Studies added to the EGM
Although there continues to be a disproportionate focus on evaluating interventions within the food supply chain (especially the production system) and consumer behaviour, we are seeing some evidence gaps filled. Women’s empowerment interventions have been added in both the first and second updates. The continuous monitoring of the evidence base will allow for a tracking of these changes over time.
Evidence synthesis work
Extending the use of the living EGM
To fill some of the key gaps identified through the mapping process, 3ie produced two additional synthesis products: a rapid evidence assessment on the impact evaluations of women’s empowerment interventions included in the map and a systematic review on the use of fiscal policies to support a healthy diet. These synthesis products were produced in less than half the time of traditional systematic reviews because we were able to leverage the EGM.
Evidence on women’s empowerment within the food systems
Findings: There were ten impact evaluations of interventions to support women’s empowerment within the Food Systems and Nutrition Evidence Gap Map. Overall, these interventions generally had positive impacts on food security and food affordability and availability. Evidence from qualitative work suggests that women’s empowerment interventions best influenced nutritional outcomes when adopting gender-transformative approaches and addressing gender and social norms.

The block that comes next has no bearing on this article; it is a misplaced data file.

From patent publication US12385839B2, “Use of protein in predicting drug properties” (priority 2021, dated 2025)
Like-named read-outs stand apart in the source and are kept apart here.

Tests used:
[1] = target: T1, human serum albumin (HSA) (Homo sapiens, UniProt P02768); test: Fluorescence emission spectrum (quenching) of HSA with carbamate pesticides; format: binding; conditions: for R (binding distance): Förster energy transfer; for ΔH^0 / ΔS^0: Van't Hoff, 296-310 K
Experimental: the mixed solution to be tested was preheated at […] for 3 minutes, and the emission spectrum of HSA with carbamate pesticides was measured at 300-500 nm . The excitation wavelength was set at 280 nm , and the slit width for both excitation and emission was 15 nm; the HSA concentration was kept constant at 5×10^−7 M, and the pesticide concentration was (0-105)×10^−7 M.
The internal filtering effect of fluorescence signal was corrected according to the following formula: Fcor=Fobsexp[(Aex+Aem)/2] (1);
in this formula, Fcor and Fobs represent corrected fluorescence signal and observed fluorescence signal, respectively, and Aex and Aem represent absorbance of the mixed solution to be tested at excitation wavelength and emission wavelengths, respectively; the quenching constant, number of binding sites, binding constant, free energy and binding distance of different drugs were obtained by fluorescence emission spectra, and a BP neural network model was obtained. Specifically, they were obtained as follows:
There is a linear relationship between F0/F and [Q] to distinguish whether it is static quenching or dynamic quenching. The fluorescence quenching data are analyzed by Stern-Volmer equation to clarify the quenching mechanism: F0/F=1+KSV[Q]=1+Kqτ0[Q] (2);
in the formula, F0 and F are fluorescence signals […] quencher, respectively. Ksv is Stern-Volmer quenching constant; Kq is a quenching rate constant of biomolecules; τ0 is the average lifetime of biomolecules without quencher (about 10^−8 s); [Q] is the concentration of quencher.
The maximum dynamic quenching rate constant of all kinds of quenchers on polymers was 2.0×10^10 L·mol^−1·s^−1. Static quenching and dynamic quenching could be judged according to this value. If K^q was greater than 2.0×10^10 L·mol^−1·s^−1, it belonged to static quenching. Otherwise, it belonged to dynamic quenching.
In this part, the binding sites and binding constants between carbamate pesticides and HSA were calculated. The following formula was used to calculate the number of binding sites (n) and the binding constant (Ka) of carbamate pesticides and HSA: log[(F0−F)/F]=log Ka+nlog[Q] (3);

Implications: Policy-makers should consider improving women’s social capital so they can better control and decide how to feed their families. Qualitative evidence suggests that multi-component interventions seem to be more sustainable than single-focus interventions, especially when they combine a livelihoods component (asset transfer or financial services) with behavioural change communication. Researchers need to address issues with inconsistent data and reporting, particularly relating to seasonal changes, social norms and time taken between rounds of data collection in order to implement high-quality evaluations. Future studies could further contribute to the evidence base of gender-transformative approaches by carefully considering contextual norms and avoiding stereotyping women into pre-decided roles which may perpetuate social norms.
Evidence on taxes and subsidies to support a healthy diet
Findings: We identified 49 impact evaluations and two systematic reviews through an additional systematic search that extended beyond the Food Systems and Nutrition Evidence Gap Map. Unfortunately, these represented only 24 unique intervention-outcome-population combinations due to the repeated evaluation of the same taxes. We found that taxes on unhealthy foods may decrease the purchases of unhealthy foods, but this effect was driven by a single, high risk of bias study. Impacts on diet, health, and well-being were rarely considered, so conclusions could not be reached. However, we did find evidence that awareness of the health-based justifications for the taxes and the health consequences of consuming such foods may facilitate the impacts of these interventions.
Implications: Tax and subsidy policies aimed at improving diets should incorporate information campaigns on health benefits and health risks associated with certain food and beverage consumption. For tax policies, exposure to health information may amplify the signalling effects of taxes and reduce avoidance behaviours, such as cross-border shopping. Future evaluations of fiscal policies should diversify data sources to better understand the impact on diet and health outcomes. Future research should also use evaluation design strategies that account for confounding and independence from other programs or events that may occur during the implementation period.